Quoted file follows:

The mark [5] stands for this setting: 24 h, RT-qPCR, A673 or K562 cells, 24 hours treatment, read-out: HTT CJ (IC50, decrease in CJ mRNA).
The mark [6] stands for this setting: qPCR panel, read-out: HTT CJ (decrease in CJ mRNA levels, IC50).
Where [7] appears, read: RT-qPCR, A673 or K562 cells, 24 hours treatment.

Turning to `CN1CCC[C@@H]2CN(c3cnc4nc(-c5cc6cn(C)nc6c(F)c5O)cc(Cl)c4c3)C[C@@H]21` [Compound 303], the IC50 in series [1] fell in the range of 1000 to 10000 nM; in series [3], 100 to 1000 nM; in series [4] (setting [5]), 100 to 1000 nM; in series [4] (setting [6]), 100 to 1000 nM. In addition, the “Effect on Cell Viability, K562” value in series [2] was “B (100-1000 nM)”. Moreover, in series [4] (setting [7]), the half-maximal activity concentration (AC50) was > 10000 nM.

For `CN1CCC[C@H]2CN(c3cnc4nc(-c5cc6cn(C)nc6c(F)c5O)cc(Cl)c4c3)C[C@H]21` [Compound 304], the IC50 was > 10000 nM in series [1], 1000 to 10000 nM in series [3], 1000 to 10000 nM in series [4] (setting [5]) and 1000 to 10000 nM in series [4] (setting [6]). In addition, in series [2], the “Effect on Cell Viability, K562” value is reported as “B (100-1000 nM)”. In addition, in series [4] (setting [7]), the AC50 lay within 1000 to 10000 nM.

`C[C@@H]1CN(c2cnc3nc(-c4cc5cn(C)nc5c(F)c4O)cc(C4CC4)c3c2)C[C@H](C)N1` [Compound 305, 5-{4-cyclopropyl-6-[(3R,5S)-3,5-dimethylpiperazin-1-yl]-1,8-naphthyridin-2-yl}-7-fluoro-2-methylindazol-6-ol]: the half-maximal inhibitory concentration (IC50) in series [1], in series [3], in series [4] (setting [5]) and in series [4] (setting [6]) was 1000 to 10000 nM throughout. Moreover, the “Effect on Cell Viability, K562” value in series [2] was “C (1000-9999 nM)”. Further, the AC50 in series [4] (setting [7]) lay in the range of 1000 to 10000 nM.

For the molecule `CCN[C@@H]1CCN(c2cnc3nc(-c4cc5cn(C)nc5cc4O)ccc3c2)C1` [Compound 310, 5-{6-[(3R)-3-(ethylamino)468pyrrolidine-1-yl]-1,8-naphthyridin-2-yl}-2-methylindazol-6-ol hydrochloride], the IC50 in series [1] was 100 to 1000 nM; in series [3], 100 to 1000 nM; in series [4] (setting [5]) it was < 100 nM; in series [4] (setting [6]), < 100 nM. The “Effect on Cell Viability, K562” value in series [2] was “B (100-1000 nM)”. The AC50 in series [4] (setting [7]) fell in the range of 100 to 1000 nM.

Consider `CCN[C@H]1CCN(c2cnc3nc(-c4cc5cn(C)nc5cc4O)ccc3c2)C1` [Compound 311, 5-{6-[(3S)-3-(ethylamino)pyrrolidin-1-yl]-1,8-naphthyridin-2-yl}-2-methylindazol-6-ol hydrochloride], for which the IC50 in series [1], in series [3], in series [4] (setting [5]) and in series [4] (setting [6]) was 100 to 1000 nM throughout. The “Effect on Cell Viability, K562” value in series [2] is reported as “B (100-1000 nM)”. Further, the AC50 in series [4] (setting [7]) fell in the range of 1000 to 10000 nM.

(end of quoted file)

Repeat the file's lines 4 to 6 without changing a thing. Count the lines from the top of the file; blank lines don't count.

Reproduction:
Turning to `CN1CCC[C@@H]2CN(c3cnc4nc(-c5cc6cn(C)nc6c(F)c5O)cc(Cl)c4c3)C[C@@H]21` [Compound 303], the IC50 in series [1] fell in the range of 1000 to 10000 nM; in series [3], 100 to 1000 nM; in series [4] (setting [5]), 100 to 1000 nM; in series [4] (setting [6]), 100 to 1000 nM. In addition, the “Effect on Cell Viability, K562” value in series [2] was “B (100-1000 nM)”. Moreover, in series [4] (setting [7]), the half-maximal activity concentration (AC50) was > 10000 nM.

For `CN1CCC[C@H]2CN(c3cnc4nc(-c5cc6cn(C)nc6c(F)c5O)cc(Cl)c4c3)C[C@H]21` [Compound 304], the IC50 was > 10000 nM in series [1], 1000 to 10000 nM in series [3], 1000 to 10000 nM in series [4] (setting [5]) and 1000 to 10000 nM in series [4] (setting [6]). In addition, in series [2], the “Effect on Cell Viability, K562” value is reported as “B (100-1000 nM)”. In addition, in series [4] (setting [7]), the AC50 lay within 1000 to 10000 nM.

`C[C@@H]1CN(c2cnc3nc(-c4cc5cn(C)nc5c(F)c4O)cc(C4CC4)c3c2)C[C@H](C)N1` [Compound 305, 5-{4-cyclopropyl-6-[(3R,5S)-3,5-dimethylpiperazin-1-yl]-1,8-naphthyridin-2-yl}-7-fluoro-2-methylindazol-6-ol]: the half-maximal inhibitory concentration (IC50) in series [1], in series [3], in series [4] (setting [5]) and in series [4] (setting [6]) was 1000 to 10000 nM throughout. Moreover, the “Effect on Cell Viability, K562” value in series [2] was “C (1000-9999 nM)”. Further, the AC50 in series [4] (setting [7]) lay in the range of 1000 to 10000 nM.